In the music industry, there’s no such thing as an overnight success and this year’s winner of the prestigious Toyota Star Marker talent search is no exception.
Luke Austen who recently won the Star Maker quest, which has launched the careers of country greats such as Gina Jeffreys, Lee Kernaghan, James Blundell and Keith Urban, has been slogging away behind the scenes in country music for more than 10 years.
Luke was just six years old when he first picked up a guitar, and he performed his first gig at the age of 13 after joining his family’s band, The Outlaws, at age 12. He continued to perform with his father into the late 1990s. His first big break in the industry came when he was asked to join the band of the legendary country balladeer Brian Young. It was a great opportunity for the young performer not only to hone his skills, but also to tour through some of our most remote Aboriginal communities.
“The experience I had with Brian was second to none,” says Luke. “Getting out to the most remote parts our country has to offer in the Tanami Desert and the Pitjatjantjaran lands was amazing as no one really gets a chance to take their music out there. Youngie’s been taking his band out there for the last 30 years, and I learnt a lot from him.
“The most beneficial thing he taught me was that whether you are playing to two people or 200 people or 2000 people, you put on the same show no matter where you are. If people are coming to see you, then they deserve your best.”
Like all success stories though, Luke says his tour with Brian didn’t come easy. When Luke first approached Brian to go on tour, he was knocked back, but that didn’t stop him pursuing his dream.
“When I was 16, I wrote him a letter and asked if I could go out on the road but he said I was too young back then. So I went on to study and graduated from the College of Country Music in 1999. I received a nomination for the Golden Guitar award at Tamworth the following year and that was when I first met Brian in person. He asked me how old I was and I told him that I was 17 but that I would turn 18 on the road. He then asked, ‘Do you know how to play bass guitar?’ and I said, ‘No, but I’ll learn!’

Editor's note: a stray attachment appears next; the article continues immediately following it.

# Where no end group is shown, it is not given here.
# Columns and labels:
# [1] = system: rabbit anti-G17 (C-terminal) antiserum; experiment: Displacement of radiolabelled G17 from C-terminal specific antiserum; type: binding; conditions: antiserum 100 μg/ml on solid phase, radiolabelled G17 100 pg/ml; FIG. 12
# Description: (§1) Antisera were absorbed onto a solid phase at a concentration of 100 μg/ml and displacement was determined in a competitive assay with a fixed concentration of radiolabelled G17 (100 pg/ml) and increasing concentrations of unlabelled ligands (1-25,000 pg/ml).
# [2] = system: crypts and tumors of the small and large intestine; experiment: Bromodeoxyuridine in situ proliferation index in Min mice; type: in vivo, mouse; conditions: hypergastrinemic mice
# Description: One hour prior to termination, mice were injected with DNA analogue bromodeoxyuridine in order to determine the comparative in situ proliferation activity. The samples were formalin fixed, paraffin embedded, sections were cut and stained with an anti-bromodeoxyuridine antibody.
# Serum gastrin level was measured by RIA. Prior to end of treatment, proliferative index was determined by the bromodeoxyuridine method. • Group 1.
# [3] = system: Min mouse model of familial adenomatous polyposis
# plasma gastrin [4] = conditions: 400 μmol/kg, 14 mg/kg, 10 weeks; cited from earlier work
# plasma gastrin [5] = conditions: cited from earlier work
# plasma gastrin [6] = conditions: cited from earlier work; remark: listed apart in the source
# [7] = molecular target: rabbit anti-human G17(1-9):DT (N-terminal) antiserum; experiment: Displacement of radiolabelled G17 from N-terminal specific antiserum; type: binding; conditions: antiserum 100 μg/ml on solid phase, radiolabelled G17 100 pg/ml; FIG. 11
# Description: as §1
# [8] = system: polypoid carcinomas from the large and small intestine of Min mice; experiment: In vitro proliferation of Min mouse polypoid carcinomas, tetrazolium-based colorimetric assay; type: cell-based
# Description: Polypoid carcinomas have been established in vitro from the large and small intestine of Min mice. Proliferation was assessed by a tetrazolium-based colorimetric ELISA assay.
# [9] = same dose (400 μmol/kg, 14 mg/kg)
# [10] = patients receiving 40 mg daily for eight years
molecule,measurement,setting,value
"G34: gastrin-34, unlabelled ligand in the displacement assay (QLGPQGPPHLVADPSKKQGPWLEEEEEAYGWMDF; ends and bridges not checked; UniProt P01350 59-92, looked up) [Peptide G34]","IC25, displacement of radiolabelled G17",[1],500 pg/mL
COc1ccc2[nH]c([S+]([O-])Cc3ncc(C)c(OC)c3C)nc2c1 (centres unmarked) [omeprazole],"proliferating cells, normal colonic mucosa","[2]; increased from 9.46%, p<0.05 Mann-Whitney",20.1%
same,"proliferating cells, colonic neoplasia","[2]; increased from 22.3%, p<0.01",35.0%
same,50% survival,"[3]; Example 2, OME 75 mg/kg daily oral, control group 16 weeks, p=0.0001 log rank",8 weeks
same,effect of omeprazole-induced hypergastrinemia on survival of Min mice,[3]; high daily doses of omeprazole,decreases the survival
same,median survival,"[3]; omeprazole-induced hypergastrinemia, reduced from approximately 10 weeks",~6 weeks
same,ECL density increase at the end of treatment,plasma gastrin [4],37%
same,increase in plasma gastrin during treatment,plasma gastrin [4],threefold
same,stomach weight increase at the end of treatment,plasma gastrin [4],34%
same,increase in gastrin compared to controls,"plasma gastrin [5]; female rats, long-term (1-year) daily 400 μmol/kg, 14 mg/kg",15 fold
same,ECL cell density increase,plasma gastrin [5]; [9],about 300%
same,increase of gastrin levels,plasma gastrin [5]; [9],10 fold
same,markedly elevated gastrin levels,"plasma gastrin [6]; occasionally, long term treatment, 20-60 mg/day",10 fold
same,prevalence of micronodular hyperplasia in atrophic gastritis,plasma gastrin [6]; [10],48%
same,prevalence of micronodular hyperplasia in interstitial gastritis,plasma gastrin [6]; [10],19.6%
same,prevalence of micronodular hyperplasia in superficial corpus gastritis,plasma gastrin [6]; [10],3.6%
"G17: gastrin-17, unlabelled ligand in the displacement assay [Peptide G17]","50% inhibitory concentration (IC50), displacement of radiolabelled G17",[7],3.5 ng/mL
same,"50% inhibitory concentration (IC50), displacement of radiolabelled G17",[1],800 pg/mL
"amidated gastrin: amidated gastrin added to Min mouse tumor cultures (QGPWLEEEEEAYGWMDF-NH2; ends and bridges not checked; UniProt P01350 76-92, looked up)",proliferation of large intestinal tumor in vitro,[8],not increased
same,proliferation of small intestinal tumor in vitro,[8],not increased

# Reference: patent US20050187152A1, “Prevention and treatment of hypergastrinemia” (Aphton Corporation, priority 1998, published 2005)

“So I went on the road with Brian for four years. It was hard playing bass and singing, because I was used to playing guitar and singing, but it was also great because I was broadening my horizons as a musician. That was a huge learning curve for me, but it opened up a lot of opportunities for work because there is a real lack of backing singer bass players in our industry.”
During one of his tours with Brian, Luke met Troy Cassar-Daley, who was to have a huge impact on his career. Now 28, Luke has spent the past six years as part of Troy’s backing band – an experience that’s been a privilege.
“During that time Troy came out with Brian Young for a reunion tour – he did his first tour with Youngie – so SBS was there to film it for a documentary. When the tour was finished Troy said he had a gig in Melbourne and asked if I’d be interested. Of course, I said yes, so here I am six years later and I’m still in his band. It’s an honour to be able to call Troy a friend. He’s a great fella and he’s as genuine as the day is long. He loves taking music to people and sharing it with them – we share that in common because that’s what music is about for me. Another thing we got in common is that I’m from Grafton and we’re both Clarence River boys.”